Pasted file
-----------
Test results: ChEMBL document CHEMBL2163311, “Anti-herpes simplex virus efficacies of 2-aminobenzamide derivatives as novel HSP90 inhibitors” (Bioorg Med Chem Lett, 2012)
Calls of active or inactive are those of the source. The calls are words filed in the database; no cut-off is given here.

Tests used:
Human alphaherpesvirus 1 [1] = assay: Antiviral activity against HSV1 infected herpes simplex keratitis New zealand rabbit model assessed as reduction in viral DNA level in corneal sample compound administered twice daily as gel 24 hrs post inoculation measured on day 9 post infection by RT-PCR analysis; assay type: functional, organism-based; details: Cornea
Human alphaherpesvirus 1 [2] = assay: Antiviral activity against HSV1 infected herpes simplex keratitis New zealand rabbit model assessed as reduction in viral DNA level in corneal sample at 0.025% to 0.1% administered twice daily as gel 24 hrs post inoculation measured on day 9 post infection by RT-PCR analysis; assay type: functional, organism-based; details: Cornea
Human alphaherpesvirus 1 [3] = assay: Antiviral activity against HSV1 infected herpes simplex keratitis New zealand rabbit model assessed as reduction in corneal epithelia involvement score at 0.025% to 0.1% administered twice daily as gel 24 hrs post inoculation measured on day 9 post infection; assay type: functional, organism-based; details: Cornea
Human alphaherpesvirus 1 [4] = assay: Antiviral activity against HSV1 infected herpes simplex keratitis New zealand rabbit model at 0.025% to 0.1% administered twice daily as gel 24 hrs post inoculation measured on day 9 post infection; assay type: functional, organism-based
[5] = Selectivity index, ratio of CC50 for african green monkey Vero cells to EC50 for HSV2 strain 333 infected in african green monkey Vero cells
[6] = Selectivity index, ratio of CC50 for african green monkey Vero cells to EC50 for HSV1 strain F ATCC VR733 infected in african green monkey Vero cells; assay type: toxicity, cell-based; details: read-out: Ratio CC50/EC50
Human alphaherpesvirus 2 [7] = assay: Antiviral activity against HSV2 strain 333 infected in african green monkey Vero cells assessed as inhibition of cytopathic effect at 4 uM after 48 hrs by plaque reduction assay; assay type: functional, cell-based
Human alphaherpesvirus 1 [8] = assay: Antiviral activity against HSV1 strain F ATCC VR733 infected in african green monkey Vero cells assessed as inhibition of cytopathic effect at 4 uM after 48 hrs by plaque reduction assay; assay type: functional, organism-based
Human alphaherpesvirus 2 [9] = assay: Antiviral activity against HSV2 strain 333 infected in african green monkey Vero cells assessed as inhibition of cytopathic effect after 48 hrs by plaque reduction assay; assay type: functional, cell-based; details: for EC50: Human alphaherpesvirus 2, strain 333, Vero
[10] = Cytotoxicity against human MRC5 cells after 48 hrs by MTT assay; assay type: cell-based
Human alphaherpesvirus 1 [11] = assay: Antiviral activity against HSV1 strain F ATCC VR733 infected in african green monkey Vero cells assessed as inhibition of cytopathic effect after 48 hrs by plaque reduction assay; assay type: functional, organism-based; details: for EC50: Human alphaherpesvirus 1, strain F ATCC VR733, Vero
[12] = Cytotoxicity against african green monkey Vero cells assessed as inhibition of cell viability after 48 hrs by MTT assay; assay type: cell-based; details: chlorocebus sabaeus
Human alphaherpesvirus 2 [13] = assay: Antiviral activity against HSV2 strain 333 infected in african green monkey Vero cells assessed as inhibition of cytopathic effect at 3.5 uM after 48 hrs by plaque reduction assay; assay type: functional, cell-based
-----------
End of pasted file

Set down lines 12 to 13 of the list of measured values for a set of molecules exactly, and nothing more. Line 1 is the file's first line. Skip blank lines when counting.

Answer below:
Human alphaherpesvirus 2 [9] = assay: Antiviral activity against HSV2 strain 333 infected in african green monkey Vero cells assessed as inhibition of cytopathic effect after 48 hrs by plaque reduction assay; assay type: functional, cell-based; details: for EC50: Human alphaherpesvirus 2, strain 333, Vero
[10] = Cytotoxicity against human MRC5 cells after 48 hrs by MTT assay; assay type: cell-based